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J Clin Virol. 2012 Feb;53(2):97-105. doi: 10.1016/j.jcv.2011.10.002. Epub 2011 Nov 9.

Ten years of human metapneumovirus research.

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1
Laboratoire de Virologie et Pathologie Humaine (VirPath), EMR 4610, Université Claude Bernard Lyon 1- Hospices civils de Lyon, Faculté de Médecine RTH Laennec, 7, rue Guillaume Paradin, Lyon 69372, France.

Abstract

Described for the first time in 2001, human metapneumovirus (hMPV) has become one of the main viral pathogens responsible for acute respiratory tract infections in children but also in the elderly and immuno-compromised patients. The pathogen most closely related to hMPV is human respiratory syncytial virus (hRSV), the most common cause of bronchiolitis and pneumonia in young children. hMPV has been classified into two main viral groups A and B and has a seasonal distribution in temperate countries with most cases occurring in winter and spring. Given the difficulties encountered in culturing hMPV in vitro, diagnosis is generally achieved using real-time polymerase chain reaction. Like other Paramyxoviridae, hMPV has a negative-sense single-stranded RNA genome that includes 8 genes coding for 9 different proteins. The genomic organization and functions of surface attachment and fusion glycoproteins are relatively similar to those of hRSV. Although many groups have studied the viral life cycle of hMPV, many questions remain unanswered concerning the exact roles of the viral proteins in the attachment, fusion and replication of hMPV. To date, there remains no approved modality to combat hMPV infections. The majority of treatments that have been tested on hMPV have already demonstrated activity against hRSV infections. Some innovative approaches based on RNA interference and on fusion inhibitors have shown efficacy in vitro and in animal studies and could be beneficial in treating human hMPV disease. Difficulties faced inducing a durable immune response represent the biggest challenge in the development of an effective hMPV vaccine. Several strategies, such as the use of live-attenuated viruses generated by reverse genetics or recombinant proteins, have been tested in animals with encouraging results.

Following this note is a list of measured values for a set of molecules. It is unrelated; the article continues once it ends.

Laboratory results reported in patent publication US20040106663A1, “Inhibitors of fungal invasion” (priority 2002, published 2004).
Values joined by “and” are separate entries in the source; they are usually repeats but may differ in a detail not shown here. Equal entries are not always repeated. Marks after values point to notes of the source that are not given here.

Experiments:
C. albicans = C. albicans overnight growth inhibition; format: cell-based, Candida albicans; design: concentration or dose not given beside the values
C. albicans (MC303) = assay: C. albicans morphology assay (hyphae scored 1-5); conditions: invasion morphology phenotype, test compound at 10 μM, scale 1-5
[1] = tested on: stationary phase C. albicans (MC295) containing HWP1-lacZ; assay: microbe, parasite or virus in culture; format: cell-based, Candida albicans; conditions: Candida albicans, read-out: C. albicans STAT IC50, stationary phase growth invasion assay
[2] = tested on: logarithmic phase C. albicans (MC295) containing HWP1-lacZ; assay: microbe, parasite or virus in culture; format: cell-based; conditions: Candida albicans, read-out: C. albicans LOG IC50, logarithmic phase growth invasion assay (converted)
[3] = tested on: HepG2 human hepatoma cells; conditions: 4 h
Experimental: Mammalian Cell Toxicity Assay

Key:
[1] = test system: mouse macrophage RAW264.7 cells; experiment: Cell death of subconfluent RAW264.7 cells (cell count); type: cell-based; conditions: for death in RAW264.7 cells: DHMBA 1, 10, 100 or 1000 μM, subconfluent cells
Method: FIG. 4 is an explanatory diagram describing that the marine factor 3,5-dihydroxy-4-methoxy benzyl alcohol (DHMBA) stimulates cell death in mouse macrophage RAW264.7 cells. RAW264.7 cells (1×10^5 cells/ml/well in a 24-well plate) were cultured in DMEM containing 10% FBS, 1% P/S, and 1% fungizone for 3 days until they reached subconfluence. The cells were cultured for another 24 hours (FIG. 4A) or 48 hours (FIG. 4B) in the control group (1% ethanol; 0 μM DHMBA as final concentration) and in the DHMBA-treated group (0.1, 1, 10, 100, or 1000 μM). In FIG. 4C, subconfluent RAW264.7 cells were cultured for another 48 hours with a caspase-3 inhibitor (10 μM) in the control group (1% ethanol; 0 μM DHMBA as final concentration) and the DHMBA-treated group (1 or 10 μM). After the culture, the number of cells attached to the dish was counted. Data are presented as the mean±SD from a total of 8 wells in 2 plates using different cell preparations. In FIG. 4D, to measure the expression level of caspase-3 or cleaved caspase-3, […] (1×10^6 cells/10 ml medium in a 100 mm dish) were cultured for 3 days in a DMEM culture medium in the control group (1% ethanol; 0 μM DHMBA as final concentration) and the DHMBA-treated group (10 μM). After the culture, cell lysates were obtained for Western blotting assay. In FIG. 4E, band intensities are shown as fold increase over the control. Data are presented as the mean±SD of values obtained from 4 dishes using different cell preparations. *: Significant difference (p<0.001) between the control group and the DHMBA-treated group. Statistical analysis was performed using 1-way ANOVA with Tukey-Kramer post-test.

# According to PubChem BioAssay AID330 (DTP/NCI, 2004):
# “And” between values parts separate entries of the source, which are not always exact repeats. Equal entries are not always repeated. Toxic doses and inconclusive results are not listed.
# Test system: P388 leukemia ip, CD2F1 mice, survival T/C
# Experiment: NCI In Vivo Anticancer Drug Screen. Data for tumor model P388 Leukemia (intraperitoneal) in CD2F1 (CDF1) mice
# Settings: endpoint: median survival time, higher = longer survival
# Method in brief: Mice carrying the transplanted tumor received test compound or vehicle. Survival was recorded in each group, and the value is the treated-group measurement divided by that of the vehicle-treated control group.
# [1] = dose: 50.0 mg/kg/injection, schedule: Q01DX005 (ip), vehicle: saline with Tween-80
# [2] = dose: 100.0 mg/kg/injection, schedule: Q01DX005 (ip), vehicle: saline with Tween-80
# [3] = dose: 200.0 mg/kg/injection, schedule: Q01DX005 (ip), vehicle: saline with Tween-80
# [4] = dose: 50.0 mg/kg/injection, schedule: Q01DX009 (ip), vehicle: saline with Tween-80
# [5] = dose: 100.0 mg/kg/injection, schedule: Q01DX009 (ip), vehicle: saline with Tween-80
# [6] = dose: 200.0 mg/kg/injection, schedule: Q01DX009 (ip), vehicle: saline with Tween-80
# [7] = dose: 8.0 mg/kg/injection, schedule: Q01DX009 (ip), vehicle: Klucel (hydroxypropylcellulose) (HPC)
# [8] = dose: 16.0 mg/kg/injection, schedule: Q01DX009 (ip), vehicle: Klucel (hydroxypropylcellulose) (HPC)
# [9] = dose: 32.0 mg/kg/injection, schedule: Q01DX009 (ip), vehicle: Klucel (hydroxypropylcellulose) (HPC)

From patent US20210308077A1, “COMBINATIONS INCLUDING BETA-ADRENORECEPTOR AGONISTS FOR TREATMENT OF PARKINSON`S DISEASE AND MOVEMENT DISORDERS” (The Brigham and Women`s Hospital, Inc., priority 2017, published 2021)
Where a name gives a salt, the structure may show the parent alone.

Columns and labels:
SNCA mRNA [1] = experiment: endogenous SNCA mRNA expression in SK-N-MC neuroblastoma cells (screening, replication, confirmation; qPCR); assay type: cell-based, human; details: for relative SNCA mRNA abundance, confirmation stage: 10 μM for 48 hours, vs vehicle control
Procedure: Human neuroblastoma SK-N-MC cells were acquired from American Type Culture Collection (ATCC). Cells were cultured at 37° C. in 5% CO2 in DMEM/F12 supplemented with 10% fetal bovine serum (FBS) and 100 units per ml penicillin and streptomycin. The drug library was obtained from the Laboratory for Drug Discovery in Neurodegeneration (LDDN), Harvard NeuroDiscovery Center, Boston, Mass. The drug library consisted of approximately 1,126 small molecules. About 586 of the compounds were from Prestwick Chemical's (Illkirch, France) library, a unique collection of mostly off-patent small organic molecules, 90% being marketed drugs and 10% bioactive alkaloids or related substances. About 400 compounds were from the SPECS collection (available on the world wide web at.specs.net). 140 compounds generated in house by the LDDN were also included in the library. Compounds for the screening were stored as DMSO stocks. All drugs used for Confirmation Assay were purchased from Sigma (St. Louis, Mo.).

PMID:
22074934
DOI:
10.1016/j.jcv.2011.10.002
[Indexed for MEDLINE]
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